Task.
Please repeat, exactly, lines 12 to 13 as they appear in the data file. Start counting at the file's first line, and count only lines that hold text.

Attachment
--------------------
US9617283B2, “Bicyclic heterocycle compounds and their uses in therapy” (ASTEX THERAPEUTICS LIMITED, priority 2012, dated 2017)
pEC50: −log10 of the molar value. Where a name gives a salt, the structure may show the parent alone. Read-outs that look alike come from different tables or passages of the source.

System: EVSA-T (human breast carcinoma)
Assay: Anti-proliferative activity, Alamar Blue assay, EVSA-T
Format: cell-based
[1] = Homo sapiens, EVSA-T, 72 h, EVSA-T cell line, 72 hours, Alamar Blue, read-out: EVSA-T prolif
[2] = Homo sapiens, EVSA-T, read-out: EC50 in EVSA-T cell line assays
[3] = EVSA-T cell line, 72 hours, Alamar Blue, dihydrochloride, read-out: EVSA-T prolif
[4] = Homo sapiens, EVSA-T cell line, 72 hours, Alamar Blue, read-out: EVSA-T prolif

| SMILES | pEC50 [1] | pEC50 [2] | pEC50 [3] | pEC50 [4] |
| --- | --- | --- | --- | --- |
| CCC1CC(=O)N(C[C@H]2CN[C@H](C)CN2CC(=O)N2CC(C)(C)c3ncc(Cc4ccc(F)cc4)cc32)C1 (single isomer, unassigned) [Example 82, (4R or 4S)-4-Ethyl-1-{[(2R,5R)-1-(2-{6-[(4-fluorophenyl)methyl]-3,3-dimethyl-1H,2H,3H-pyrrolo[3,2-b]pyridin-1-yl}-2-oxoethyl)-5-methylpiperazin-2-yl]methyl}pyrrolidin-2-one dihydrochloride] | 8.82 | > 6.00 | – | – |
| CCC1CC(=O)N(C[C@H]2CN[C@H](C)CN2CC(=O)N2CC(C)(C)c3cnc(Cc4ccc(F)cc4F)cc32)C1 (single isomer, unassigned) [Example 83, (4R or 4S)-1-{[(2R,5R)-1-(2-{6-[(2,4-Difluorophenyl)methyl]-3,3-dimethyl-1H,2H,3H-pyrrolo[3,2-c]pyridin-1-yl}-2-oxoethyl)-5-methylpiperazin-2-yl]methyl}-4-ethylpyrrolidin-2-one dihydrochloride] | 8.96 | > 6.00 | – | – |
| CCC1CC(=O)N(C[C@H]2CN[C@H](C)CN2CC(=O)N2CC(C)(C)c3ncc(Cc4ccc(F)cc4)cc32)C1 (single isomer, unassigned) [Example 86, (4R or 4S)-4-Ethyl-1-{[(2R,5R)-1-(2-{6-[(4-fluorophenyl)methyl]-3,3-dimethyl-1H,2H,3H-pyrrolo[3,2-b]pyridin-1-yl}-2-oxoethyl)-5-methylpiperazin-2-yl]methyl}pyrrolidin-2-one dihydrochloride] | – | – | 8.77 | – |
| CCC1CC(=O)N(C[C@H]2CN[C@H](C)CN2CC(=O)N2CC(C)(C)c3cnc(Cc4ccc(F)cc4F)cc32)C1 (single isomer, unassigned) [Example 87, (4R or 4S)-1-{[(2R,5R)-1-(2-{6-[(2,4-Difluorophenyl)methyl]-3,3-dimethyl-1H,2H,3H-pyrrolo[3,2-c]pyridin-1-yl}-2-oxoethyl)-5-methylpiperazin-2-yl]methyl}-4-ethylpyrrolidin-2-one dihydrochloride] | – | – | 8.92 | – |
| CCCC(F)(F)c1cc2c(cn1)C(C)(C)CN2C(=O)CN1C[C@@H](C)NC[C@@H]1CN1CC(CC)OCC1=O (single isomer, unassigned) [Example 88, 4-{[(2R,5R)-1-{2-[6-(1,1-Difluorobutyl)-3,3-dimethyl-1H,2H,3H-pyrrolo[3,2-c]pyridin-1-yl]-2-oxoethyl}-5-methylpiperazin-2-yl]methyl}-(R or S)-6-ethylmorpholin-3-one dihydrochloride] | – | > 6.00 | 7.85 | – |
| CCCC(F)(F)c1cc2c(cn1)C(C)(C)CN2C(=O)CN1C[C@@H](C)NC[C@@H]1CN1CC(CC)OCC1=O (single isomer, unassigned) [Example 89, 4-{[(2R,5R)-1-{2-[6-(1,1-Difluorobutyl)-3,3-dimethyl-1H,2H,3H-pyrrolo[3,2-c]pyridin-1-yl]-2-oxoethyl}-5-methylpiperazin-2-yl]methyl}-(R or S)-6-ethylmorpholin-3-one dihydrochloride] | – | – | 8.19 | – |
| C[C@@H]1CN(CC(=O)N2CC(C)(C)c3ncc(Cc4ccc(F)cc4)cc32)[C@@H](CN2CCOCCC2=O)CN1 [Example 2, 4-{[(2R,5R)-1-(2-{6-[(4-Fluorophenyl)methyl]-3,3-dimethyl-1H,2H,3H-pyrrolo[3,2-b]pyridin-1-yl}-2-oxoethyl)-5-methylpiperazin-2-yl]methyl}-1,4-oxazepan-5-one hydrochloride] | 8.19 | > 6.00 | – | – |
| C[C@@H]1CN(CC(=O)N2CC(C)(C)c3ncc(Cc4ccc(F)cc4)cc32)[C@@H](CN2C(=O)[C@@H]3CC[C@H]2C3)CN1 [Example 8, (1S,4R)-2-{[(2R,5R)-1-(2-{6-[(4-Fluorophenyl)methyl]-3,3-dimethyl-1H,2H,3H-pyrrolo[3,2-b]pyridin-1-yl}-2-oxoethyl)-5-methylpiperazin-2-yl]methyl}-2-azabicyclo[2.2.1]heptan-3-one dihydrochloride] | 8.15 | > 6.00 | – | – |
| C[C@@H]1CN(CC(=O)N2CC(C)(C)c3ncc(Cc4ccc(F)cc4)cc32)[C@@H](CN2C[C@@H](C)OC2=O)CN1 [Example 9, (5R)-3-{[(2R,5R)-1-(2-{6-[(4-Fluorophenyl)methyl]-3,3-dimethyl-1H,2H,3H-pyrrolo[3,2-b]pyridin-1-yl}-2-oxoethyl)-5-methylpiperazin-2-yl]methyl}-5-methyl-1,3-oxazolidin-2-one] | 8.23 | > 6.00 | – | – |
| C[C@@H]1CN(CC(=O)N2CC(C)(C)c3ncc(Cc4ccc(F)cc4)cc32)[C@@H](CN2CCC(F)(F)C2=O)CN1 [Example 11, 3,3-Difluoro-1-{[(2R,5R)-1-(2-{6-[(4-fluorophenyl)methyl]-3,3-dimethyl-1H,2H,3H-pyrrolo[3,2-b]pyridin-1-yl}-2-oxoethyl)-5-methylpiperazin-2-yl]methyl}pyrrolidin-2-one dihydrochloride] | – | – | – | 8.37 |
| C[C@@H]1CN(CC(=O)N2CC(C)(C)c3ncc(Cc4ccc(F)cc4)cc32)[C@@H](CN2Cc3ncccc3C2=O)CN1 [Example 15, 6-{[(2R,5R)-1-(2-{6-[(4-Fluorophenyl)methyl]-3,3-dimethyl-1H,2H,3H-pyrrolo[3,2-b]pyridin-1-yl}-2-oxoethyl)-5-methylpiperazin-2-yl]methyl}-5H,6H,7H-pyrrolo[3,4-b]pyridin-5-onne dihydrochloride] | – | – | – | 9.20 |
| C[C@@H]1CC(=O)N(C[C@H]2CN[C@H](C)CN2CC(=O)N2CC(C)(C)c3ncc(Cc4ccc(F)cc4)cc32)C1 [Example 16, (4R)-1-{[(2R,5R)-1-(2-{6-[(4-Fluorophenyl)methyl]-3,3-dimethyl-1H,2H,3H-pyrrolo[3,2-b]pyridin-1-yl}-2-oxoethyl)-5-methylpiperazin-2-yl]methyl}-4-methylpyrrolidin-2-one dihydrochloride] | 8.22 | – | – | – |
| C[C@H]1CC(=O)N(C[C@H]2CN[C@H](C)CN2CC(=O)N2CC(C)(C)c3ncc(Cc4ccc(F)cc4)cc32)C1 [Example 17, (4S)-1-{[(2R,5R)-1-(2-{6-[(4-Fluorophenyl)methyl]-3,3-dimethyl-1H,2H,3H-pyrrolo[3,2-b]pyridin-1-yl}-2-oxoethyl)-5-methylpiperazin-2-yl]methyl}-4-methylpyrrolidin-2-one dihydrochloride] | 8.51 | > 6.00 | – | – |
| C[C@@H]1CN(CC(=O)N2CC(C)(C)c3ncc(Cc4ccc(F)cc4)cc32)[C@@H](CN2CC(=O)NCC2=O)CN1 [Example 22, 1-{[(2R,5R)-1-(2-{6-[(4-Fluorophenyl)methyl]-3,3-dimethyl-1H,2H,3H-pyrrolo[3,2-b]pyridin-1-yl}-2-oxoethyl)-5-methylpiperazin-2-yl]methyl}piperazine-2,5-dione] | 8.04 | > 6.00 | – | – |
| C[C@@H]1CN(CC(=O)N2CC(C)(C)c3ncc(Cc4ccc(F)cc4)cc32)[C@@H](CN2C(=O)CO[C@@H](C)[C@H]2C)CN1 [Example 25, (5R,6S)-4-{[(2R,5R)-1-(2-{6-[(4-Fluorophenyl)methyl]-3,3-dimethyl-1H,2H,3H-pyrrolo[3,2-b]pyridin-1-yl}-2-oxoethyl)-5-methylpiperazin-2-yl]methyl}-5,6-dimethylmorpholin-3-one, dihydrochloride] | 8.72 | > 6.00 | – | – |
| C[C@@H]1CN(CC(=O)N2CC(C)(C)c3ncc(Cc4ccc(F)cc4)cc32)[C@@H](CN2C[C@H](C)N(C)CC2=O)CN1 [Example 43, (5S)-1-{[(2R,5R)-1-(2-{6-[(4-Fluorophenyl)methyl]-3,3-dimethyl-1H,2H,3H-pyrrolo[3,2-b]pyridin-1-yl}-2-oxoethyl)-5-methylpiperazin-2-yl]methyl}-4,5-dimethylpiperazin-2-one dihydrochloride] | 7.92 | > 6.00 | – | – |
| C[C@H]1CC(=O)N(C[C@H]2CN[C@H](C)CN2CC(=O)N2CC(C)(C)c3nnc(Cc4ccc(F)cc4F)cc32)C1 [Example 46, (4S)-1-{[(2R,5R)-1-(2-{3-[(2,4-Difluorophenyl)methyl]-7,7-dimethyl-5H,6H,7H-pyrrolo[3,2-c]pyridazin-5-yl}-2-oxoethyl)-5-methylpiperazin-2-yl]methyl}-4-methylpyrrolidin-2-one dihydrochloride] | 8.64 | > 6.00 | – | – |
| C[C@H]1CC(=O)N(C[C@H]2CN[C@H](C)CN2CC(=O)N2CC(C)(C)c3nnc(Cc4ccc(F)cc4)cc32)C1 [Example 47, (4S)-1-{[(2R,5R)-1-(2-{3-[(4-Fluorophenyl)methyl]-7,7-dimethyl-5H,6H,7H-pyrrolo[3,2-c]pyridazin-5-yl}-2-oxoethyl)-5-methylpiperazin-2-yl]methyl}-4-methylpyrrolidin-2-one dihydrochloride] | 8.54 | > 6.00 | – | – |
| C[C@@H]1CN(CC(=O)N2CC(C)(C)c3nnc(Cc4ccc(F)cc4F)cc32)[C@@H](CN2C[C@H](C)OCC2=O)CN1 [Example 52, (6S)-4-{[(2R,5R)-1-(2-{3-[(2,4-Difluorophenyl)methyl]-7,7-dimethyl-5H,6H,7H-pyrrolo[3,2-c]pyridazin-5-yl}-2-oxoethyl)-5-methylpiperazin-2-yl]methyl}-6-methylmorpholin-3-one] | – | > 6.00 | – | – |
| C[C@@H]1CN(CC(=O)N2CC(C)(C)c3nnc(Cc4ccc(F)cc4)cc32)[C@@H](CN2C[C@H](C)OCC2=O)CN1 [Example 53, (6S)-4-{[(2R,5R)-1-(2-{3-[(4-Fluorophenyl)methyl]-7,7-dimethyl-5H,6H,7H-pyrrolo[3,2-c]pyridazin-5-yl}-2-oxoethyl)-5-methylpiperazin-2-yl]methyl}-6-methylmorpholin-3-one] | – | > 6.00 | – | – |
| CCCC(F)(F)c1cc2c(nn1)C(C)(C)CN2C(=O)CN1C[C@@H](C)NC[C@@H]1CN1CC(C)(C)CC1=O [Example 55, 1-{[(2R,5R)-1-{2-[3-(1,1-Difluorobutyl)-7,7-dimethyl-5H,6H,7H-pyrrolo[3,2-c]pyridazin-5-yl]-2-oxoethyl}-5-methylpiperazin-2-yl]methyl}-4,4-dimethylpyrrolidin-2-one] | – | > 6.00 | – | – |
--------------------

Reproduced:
| CCC1CC(=O)N(C[C@H]2CN[C@H](C)CN2CC(=O)N2CC(C)(C)c3ncc(Cc4ccc(F)cc4)cc32)C1 (single isomer, unassigned) [Example 82, (4R or 4S)-4-Ethyl-1-{[(2R,5R)-1-(2-{6-[(4-fluorophenyl)methyl]-3,3-dimethyl-1H,2H,3H-pyrrolo[3,2-b]pyridin-1-yl}-2-oxoethyl)-5-methylpiperazin-2-yl]methyl}pyrrolidin-2-one dihydrochloride] | 8.82 | > 6.00 | – | – |
| CCC1CC(=O)N(C[C@H]2CN[C@H](C)CN2CC(=O)N2CC(C)(C)c3cnc(Cc4ccc(F)cc4F)cc32)C1 (single isomer, unassigned) [Example 83, (4R or 4S)-1-{[(2R,5R)-1-(2-{6-[(2,4-Difluorophenyl)methyl]-3,3-dimethyl-1H,2H,3H-pyrrolo[3,2-c]pyridin-1-yl}-2-oxoethyl)-5-methylpiperazin-2-yl]methyl}-4-ethylpyrrolidin-2-one dihydrochloride] | 8.96 | > 6.00 | – | – |